Court: Watford County Court
Judge: DJ Sethi
Date of judgment: 28 May 2008
Summary: Sport - Football - FIFA Players' Agent Regulations - FA Football Agents Regulations - Arbitration - Stay - CPR 13.3: Setting aside judgment in default
Christina Michalos QC (Defendant)
Instructing Solicitors: IPS Law for D
C, a football agent registered with the Football Association (‘the FA’), issued proceedings claiming monies allegedly due under an agency agreement. D was a footballer with Heart of Midlothian and a Scottish international who was subject to the rules of the Scottish Football Association (‘the SFA’). The proceedings had been served on D in Scotland out of the jurisdiction without leave under CPR 6.19. Proceedings were first posted to D by recorded delivery but were returned to C marked ‘undelivered’. Before they were returned and prior to service on D, C issued an application for default judgment. The proceedings were then served on C personally by a Sheriff’s Officer. Thereafter judgment in default of acknowledgment of service had been entered. D made an application to (i) set aside the default judgment and (ii) to stay the action under s.9 of the Arbitration Act 1996 on the grounds that the dispute was subject to an agreement to arbitrate.
(1) Whether the Court had jurisdiction: D contended the claim was bound to be arbitrated and under Art 22 of the FIFA Players’ Agents Regulations 2001 (in force at the material time) the FIFA Players’ Status Committee had exclusive jurisdiction;
(2) Whether judgment in default was inherently irregular due to (i) the application being premature and (ii) the evidential requirements of CPR 12 not being met for default judgment where service had been out of the jurisdiction;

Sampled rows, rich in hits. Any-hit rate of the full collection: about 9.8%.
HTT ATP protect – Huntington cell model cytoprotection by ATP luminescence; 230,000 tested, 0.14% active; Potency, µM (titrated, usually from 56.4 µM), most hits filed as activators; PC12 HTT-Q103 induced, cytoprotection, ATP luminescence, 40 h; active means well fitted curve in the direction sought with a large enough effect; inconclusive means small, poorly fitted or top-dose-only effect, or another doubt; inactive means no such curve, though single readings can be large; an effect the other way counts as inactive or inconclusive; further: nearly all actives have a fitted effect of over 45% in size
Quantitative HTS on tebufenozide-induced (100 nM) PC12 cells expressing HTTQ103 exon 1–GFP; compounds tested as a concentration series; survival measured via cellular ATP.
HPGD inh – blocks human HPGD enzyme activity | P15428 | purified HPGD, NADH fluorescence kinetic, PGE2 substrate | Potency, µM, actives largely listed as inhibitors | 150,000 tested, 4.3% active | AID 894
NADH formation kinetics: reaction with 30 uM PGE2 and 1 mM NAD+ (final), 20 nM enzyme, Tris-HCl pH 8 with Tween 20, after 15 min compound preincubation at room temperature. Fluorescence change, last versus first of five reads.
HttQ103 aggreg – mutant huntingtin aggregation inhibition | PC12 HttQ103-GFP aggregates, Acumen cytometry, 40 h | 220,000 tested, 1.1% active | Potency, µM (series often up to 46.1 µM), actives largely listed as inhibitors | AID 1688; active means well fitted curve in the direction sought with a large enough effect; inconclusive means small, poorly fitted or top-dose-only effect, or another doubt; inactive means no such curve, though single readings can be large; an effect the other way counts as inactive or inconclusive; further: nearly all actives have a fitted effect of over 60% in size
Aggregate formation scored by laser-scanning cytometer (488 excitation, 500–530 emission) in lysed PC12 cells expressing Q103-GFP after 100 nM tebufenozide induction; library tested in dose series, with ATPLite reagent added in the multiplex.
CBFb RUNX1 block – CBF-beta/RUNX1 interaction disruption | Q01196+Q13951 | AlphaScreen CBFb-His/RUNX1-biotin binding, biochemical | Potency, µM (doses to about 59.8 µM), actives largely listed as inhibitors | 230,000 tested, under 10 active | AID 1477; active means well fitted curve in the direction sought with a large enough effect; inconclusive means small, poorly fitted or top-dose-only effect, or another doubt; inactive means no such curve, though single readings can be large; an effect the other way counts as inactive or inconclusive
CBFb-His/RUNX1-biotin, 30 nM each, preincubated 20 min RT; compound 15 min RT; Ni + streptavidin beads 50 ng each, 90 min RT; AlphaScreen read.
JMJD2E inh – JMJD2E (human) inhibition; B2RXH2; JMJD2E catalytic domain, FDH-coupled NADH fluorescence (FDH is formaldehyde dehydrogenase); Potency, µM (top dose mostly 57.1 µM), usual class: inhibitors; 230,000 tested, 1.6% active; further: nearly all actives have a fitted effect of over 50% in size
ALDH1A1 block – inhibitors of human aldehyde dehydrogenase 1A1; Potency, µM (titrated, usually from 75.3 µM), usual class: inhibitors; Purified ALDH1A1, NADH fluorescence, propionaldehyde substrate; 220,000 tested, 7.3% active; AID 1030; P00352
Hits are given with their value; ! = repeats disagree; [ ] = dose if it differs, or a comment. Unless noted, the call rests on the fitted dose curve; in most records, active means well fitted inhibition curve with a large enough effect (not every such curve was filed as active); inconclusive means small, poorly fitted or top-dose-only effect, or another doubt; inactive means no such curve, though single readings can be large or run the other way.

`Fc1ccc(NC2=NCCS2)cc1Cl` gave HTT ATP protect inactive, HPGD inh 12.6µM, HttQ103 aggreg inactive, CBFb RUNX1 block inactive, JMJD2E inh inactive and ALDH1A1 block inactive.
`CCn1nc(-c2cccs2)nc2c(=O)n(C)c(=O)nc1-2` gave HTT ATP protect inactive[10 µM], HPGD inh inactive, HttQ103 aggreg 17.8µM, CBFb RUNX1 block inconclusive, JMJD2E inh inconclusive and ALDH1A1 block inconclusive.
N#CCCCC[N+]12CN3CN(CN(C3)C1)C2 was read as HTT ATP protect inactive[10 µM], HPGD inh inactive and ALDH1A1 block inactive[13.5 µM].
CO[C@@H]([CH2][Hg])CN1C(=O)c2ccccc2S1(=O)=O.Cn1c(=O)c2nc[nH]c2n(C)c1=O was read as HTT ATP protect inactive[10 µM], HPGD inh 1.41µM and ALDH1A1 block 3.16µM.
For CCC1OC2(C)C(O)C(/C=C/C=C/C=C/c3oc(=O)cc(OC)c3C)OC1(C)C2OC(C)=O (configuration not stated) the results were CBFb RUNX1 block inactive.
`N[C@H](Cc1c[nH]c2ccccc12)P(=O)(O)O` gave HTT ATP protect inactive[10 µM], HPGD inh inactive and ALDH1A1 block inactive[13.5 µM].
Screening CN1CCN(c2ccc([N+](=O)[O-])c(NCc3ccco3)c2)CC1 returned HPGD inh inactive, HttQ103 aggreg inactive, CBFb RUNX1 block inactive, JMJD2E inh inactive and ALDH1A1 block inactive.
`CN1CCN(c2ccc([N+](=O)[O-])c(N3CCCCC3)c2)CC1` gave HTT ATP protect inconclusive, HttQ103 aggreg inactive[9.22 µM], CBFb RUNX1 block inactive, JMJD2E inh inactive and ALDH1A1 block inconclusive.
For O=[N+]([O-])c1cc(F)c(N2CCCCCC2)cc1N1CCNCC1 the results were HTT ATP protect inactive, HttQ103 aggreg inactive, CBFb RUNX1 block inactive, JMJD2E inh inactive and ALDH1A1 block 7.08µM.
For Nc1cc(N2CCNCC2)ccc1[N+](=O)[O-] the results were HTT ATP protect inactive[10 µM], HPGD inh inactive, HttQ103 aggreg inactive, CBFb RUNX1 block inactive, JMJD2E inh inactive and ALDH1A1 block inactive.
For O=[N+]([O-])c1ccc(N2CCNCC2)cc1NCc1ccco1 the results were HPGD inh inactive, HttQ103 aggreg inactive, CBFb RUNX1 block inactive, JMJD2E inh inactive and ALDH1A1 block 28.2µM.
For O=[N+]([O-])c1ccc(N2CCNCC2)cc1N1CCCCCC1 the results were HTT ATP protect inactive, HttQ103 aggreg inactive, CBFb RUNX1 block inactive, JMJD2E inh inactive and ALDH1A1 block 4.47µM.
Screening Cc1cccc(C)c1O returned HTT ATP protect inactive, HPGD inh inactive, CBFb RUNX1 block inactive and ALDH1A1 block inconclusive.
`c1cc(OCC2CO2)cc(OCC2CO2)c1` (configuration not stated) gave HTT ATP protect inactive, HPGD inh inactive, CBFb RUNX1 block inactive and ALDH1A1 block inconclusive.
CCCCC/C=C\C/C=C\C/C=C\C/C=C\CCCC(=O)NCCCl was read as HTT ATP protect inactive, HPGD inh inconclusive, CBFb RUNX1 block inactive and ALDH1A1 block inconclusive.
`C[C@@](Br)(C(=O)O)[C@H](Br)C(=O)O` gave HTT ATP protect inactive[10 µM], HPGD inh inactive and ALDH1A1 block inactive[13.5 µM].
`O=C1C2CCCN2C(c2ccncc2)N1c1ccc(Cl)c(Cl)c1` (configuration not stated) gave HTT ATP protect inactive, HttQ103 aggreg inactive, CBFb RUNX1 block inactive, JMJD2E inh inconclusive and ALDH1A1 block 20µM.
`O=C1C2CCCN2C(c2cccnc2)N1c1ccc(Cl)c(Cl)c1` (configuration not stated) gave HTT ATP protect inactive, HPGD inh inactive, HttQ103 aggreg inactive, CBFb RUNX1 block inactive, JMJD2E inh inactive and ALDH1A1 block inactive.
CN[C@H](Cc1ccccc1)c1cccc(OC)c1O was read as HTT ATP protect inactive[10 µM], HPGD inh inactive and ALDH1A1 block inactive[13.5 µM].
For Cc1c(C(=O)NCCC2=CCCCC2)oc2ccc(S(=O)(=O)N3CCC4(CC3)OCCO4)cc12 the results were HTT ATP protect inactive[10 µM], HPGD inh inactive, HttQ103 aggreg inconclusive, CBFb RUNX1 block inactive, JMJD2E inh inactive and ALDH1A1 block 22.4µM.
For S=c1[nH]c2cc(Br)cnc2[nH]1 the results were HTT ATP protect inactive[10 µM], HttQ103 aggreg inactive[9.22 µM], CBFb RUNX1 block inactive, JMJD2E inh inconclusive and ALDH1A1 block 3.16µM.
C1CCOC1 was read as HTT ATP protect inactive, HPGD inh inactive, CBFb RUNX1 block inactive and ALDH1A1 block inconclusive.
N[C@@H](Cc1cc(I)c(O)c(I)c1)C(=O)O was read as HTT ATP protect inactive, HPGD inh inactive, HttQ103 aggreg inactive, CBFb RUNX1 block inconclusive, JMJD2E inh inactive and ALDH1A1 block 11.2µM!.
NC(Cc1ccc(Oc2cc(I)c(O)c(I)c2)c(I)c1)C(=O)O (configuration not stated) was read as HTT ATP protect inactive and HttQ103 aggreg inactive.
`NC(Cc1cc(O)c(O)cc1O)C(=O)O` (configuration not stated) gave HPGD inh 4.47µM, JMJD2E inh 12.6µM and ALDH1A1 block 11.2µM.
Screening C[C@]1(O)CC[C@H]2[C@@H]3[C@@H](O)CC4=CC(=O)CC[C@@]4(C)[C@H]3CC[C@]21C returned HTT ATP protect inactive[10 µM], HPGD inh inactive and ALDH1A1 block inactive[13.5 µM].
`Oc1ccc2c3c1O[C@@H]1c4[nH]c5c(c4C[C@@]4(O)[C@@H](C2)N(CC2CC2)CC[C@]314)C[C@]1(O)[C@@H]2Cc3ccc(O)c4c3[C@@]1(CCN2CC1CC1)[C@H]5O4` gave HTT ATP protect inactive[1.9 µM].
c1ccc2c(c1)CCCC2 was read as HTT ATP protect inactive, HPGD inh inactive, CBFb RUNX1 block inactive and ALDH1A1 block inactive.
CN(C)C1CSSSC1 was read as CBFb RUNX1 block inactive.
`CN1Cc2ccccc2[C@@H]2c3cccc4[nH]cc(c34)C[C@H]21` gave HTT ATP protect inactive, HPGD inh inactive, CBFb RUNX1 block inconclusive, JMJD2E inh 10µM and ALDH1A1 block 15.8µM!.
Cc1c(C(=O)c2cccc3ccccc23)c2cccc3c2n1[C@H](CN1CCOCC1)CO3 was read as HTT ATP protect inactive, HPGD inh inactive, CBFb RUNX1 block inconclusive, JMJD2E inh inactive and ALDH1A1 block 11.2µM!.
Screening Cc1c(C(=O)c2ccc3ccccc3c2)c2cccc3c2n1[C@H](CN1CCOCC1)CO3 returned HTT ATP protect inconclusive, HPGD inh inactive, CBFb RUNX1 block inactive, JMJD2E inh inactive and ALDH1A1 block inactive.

(3) Whether the judgment in default should be set aside under 13.3 as the D had a real prospect of successfully defending the claim.
Allowing the D’s application to set aside judgment and staying the claim under s.9 of the Arbitration Act 1996:
(1) C was bound by the rules of the FA (in particular Rule K (arbitration)) and FIFA. D was bound by the Articles of Association of the SFA. The arbitration clauses applied and the matter should be referred to arbitration.
(2) The judgment was irregularly obtained because the method in which it was obtained (premature application) and the evidence presented was defective.
(3) In any event, even if the Court was incorrect in concluding that the judgment was irregular, it would be set aside in the Court’s discretion as there was a real prospect of successfully defending the claim and the application had been made promptly.
Another example of an attempt to put a sporting dispute that should be referred to arbitration before the Courts.
Following Stretford v Football Association, it is clear that arbitration rules contained in the rules of sports governing bodies are enforceable, compatible with Article 6 of the ECHR and may be implied into individual contracts.